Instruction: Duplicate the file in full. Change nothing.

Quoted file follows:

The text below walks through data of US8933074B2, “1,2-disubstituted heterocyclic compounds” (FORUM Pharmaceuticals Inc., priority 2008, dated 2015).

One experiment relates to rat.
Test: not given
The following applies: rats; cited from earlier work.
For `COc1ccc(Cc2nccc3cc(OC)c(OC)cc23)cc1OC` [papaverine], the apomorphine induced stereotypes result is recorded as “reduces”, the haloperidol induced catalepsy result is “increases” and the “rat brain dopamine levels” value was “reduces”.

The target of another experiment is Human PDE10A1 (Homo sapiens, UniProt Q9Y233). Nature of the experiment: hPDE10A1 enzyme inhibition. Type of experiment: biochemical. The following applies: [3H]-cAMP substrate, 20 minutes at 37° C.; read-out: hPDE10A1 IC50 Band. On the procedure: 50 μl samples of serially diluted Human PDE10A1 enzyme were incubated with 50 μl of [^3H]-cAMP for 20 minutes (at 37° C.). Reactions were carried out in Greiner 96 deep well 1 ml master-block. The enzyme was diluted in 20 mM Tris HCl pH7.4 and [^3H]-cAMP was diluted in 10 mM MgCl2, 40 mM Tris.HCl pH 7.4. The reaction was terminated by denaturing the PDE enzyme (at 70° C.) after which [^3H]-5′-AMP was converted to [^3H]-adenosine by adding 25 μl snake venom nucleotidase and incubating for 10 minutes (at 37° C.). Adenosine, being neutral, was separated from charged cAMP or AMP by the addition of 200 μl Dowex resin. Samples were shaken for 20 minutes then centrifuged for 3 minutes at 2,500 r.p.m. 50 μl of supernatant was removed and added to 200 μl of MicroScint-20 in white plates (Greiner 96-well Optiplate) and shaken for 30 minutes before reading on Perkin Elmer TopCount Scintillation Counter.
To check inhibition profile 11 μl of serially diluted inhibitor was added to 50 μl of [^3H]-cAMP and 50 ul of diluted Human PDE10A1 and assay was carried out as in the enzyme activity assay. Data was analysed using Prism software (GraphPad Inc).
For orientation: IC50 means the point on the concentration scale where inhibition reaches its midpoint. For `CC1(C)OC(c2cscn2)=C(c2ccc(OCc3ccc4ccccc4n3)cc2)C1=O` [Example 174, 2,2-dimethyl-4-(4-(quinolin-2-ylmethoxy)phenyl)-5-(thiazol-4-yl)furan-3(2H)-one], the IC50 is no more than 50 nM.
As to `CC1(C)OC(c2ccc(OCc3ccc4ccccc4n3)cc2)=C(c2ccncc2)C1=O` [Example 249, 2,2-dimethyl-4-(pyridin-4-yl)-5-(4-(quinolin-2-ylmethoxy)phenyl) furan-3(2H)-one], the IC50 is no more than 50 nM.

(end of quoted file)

The text below walks through data of US8933074B2, “1,2-disubstituted heterocyclic compounds” (FORUM Pharmaceuticals Inc., priority 2008, dated 2015).

One experiment relates to rat.
Test: not given
The following applies: rats; cited from earlier work.
For `COc1ccc(Cc2nccc3cc(OC)c(OC)cc23)cc1OC` [papaverine], the apomorphine induced stereotypes result is recorded as “reduces”, the haloperidol induced catalepsy result is “increases” and the “rat brain dopamine levels” value was “reduces”.

The target of another experiment is Human PDE10A1 (Homo sapiens, UniProt Q9Y233). Nature of the experiment: hPDE10A1 enzyme inhibition. Type of experiment: biochemical. The following applies: [3H]-cAMP substrate, 20 minutes at 37° C.; read-out: hPDE10A1 IC50 Band. On the procedure: 50 μl samples of serially diluted Human PDE10A1 enzyme were incubated with 50 μl of [^3H]-cAMP for 20 minutes (at 37° C.). Reactions were carried out in Greiner 96 deep well 1 ml master-block. The enzyme was diluted in 20 mM Tris HCl pH7.4 and [^3H]-cAMP was diluted in 10 mM MgCl2, 40 mM Tris.HCl pH 7.4. The reaction was terminated by denaturing the PDE enzyme (at 70° C.) after which [^3H]-5′-AMP was converted to [^3H]-adenosine by adding 25 μl snake venom nucleotidase and incubating for 10 minutes (at 37° C.). Adenosine, being neutral, was separated from charged cAMP or AMP by the addition of 200 μl Dowex resin. Samples were shaken for 20 minutes then centrifuged for 3 minutes at 2,500 r.p.m. 50 μl of supernatant was removed and added to 200 μl of MicroScint-20 in white plates (Greiner 96-well Optiplate) and shaken for 30 minutes before reading on Perkin Elmer TopCount Scintillation Counter.
To check inhibition profile 11 μl of serially diluted inhibitor was added to 50 μl of [^3H]-cAMP and 50 ul of diluted Human PDE10A1 and assay was carried out as in the enzyme activity assay. Data was analysed using Prism software (GraphPad Inc).
For orientation: IC50 means the point on the concentration scale where inhibition reaches its midpoint. For `CC1(C)OC(c2cscn2)=C(c2ccc(OCc3ccc4ccccc4n3)cc2)C1=O` [Example 174, 2,2-dimethyl-4-(4-(quinolin-2-ylmethoxy)phenyl)-5-(thiazol-4-yl)furan-3(2H)-one], the IC50 is no more than 50 nM.
As to `CC1(C)OC(c2ccc(OCc3ccc4ccccc4n3)cc2)=C(c2ccncc2)C1=O` [Example 249, 2,2-dimethyl-4-(pyridin-4-yl)-5-(4-(quinolin-2-ylmethoxy)phenyl) furan-3(2H)-one], the IC50 is no more than 50 nM.